Oh…there’s a Dunkin Donuts one block to the north, just in case you were wondering
Mohammed Al-Amin Google Maps Link – adjacent to Saint George’s Maronite Cathedral, Roman Ruins, and Memorial
5. BeitBeirut: Sniper Museum (Translate: “House of Beirut) (8AM – 8PM, Mon-Sat)
Once a “Sniper Nest” during the war, this building has now been turned into an interactive museum to educate. The façade is still riddled with bullet holes, a reminder of how recent things in Lebanon weren’t so good, and reason enough to wander over and checkout this building. This building was once occupied by the Christian Militia and was the tactical position that overlooked the “intersection of death”.
7. HamraStreet and Neighborhood – The Champs Elysee of Beirut
If you’re staying at Hamra Urban Gardens (which I definitely recommend) then your tour will end here. Proceed to wander this street checking out its food, shops, and coffee spots and you absorb one side of Lebanese culture.
End your tour with a hookah in the first floor restaurant of Hamra Urban Gardens and ask the bar staff which nightlife spot is poppin’, and they’ll start you on your Beirut night tour…if you’re ready…
Hamra Neighborhood Google Maps Link
Along the Way….
Observe the remnants of war in the bombed out and bullet hole ridden buildings, that stand nonchalantly next to modern new developments and high rises
For the “FreeWalking Tour” fans, there is a Free Walking Tour that starts at the BeirutSouks on Tuesday at 5pm. Check www.FreeWalkingToursBeirut.com for info
Other Sites to Add to Your Tour in Beirut
- The Sursock Museum: A museum in amuseum – the Sursock Museum is a perfectly preserved 18th century Lebanesemansion filled with Lebanese and international art. Open Hours: : Sat, Sun,Mon, Weds, Fri: 10am-6pm; Thurs: 12pm-9pm; Tues: Closed (Sursock MuseumGoogle Maps Link)
- The Beirut Arts Center (Museum): A Contemporaryand Modern Art museum and the first non-profit public space in Beirut (Beirut Arts CenterGoogle Maps Link)
- Souk El Tayeb (Market): Beirut’s firstorganic farmer’s market. Held Saturdaysfrom 9AM to 2PM near BIEL downtown from. (SoukEl Tayeb Google Maps Link)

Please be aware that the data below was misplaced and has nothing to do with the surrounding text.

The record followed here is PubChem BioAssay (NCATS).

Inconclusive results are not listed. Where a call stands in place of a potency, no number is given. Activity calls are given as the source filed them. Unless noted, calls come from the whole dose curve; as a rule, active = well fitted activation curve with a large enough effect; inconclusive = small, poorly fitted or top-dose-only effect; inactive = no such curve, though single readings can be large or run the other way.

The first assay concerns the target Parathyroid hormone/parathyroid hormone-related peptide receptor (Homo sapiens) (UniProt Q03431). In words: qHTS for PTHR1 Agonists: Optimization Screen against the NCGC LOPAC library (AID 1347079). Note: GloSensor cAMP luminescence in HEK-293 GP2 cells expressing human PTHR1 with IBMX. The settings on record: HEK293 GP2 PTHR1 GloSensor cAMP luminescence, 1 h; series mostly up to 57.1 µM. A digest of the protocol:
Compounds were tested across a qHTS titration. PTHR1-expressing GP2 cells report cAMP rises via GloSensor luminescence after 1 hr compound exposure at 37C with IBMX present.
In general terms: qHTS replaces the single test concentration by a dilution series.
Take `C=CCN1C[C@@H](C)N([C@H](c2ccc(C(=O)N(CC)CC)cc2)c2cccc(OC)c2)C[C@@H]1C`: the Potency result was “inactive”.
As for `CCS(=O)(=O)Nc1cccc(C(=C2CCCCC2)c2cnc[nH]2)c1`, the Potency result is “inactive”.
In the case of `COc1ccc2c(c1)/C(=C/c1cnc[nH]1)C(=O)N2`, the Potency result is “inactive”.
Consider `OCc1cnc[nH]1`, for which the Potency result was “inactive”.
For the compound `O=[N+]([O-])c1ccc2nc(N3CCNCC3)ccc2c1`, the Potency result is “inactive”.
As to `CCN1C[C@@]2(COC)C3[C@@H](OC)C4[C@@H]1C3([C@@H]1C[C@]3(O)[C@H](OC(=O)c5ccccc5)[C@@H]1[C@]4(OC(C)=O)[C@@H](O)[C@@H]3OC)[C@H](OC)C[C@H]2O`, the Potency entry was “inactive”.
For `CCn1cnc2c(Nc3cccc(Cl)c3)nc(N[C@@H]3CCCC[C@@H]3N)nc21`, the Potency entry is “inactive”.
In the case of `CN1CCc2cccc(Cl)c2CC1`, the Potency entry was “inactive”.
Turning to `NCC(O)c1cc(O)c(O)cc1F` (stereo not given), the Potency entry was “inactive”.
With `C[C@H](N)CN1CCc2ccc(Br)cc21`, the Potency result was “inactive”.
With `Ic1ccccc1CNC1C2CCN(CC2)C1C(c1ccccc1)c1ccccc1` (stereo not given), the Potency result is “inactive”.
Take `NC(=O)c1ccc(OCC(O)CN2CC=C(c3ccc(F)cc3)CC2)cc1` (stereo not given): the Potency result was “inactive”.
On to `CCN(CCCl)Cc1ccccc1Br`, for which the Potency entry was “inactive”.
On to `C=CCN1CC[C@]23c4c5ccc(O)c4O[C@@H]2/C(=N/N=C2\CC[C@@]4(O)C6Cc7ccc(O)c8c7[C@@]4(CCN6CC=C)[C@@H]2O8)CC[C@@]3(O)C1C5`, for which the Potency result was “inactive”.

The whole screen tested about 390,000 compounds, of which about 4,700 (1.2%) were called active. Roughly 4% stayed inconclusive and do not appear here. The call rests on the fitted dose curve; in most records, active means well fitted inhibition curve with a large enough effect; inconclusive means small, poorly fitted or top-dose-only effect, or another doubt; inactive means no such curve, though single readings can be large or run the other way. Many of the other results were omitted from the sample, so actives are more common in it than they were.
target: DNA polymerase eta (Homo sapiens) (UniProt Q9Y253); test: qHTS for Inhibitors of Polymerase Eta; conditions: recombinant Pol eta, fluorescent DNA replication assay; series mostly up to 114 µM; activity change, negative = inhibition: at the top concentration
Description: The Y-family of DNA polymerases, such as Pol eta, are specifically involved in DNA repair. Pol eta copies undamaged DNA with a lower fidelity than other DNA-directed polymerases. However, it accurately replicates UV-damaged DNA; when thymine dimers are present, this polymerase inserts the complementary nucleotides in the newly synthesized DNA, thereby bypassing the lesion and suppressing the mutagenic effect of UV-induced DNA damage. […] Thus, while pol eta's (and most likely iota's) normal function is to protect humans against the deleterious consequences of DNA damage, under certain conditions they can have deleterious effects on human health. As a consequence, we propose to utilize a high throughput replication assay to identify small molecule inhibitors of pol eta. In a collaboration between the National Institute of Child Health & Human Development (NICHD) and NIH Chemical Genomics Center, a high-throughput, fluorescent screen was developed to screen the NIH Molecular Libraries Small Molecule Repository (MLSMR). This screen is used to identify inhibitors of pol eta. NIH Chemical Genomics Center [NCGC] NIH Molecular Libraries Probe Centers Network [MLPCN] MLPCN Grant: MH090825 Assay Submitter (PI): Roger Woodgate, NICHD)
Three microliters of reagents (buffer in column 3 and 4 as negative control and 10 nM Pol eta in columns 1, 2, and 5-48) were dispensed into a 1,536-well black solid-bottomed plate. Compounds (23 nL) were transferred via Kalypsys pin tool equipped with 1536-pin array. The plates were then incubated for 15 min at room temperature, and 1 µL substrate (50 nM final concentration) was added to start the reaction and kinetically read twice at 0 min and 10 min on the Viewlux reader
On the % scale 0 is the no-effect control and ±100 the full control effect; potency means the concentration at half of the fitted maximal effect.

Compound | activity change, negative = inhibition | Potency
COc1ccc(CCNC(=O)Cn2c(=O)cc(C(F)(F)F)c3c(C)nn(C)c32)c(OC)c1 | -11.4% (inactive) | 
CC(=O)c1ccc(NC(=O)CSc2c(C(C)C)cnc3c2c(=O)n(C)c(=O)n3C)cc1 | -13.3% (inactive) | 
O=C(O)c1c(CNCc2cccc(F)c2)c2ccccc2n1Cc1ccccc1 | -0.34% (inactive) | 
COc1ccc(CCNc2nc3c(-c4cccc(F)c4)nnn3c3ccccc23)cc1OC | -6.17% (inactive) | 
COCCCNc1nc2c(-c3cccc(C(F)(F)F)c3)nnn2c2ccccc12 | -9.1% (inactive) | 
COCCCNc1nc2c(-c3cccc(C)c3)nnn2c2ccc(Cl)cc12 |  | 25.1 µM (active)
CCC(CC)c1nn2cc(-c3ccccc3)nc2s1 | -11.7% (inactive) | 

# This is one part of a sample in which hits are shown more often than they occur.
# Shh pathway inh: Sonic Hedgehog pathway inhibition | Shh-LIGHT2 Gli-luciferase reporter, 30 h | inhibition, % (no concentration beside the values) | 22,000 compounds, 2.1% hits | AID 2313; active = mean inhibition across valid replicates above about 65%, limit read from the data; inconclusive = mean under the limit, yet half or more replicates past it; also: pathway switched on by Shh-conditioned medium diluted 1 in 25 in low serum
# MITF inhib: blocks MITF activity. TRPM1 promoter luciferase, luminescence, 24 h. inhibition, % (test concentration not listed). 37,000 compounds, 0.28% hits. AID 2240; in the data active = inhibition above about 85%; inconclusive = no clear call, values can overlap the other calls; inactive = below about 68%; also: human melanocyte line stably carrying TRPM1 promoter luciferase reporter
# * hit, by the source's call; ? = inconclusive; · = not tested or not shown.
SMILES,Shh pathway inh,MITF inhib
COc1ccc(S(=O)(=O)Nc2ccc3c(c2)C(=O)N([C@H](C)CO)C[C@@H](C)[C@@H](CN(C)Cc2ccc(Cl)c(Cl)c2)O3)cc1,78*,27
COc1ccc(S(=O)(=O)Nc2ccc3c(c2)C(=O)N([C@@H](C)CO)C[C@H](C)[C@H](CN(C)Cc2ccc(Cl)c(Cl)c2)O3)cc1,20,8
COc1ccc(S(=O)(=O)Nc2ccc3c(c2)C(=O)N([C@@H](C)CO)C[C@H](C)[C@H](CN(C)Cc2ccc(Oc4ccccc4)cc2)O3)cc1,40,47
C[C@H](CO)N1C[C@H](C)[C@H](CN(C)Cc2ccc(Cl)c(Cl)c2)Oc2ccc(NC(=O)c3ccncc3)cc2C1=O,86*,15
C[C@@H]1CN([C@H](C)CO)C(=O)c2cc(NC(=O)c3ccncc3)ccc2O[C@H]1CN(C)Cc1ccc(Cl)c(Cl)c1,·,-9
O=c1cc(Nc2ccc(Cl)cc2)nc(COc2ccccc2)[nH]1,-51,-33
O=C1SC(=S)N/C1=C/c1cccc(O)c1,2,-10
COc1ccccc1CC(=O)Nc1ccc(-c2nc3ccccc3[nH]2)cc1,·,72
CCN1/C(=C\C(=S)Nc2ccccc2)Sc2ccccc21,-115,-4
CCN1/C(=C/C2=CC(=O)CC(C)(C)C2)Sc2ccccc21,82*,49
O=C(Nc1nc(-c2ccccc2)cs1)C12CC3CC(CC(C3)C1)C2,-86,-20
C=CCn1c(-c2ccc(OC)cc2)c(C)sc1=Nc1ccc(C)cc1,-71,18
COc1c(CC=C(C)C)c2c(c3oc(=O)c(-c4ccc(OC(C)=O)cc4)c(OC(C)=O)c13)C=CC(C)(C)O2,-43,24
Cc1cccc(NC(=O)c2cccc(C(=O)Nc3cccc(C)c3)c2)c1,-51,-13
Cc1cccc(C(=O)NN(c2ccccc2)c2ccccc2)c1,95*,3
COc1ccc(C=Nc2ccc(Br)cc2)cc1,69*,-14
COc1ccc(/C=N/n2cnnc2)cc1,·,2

- Burj Hammoud Neigborhood: Beirut’s “LittleArmenia”is a great place to soak up Armenian culture and pick up souvenirs
- The Bombed out Holiday Inn, which you can read about on a quick NPR story to get abetter view of the past
- Teleferique Beirut: For a beautiful view ofBeirut from above, try the cable car. 11,000 LBP (~$7.50 USD) on weekends and9,000 LBP (~$6 USD) on weekdays. Located 40 mins outside of Beirut (TeleferiqueGoogle Maps Link)
A Quick Guide toBeirut’s Neighborhoods
If you have longer than two days and want to stay in Beirut, check out this list of the major neighborhoods and quick descriptions. You might just find your second home.
- Hamra, Verdun, & Around: Hamra Neighborhood was, during the 60’s and 70’s , a hub for intellectal activity, one of the trendiest places in the city, and frequented by “mega rich” Arabs, which is why it was known as “Beirut’s Champs Elysees”. Today, the main street giving the area its name (Hamra Street) is still very active and home to several prestigious universities, such as the American University of Beirt and the Lebanese American University (Hamra Neighborhood Google Maps Link)
- Badaro (Mathaf, Furn el Chebbak, Jisr el Wati): A trendy yet low key and livable neighborhood, nicknamed “The Village”. Most streets are lined with restaurants, pubs, sidewalk cafes, and neighborhood grocery stores (Badaro District Google Maps Link)
- Downtown, Beirut Souks, Saifi Village, and Port/Waterfront: A series of neighborhoods that are upscale, high class, and a blend of commercial and financial districts, and high class shopping and restaurants (Google Maps Links to Downtown Beirut, Beirut Souks, Saifi Village)
- Gemmayzeh, Sursok: Epitomized by Rue Gouraud, a street that competes with the Badaro neighborhood for trendiness as one of Beirut’s Bohemian neighborhoods. The neighborhood is filled with narrow streets and buildings from the French era and is fiiled with trendy bars, pubs, restaurants, and lounges, most of which are on Rue Gouraud. In 2004 Travel + Leisure dubbed the neighborhood “SoHo by the Sea”. (Rue Gouraud and Gemmayzeh neighborhood Google Maps Link)
- Mar Mikhael, Qarantina: An emerging neighborhood, behind the renovation of Rue Gourard in Gemmayzeh, that’s up and coming but currently dotted with art galleries, and boutiques as restaurants, bars, and cafes are replacing neighborhood stores. (Mar Mikhael Google Maps Link)
- Achrafieh, Sodeco, Sassine, Sioufi: Among the oldest neighborhoods in Beirut. (Achrafieh Google Maps Link)
Day 2: A Trip to Baalbek, the Largest Known Roman Temple Complex in the World
Baalbek is a Phoenician and Roman archaeological site, including the biggest temple complex of the former Roman Empire, and the highlight of many traveler’s trip to Beirut. Located about 2 hours from Lebanon, the impressive ruins can be soaked up in a convenient day trip.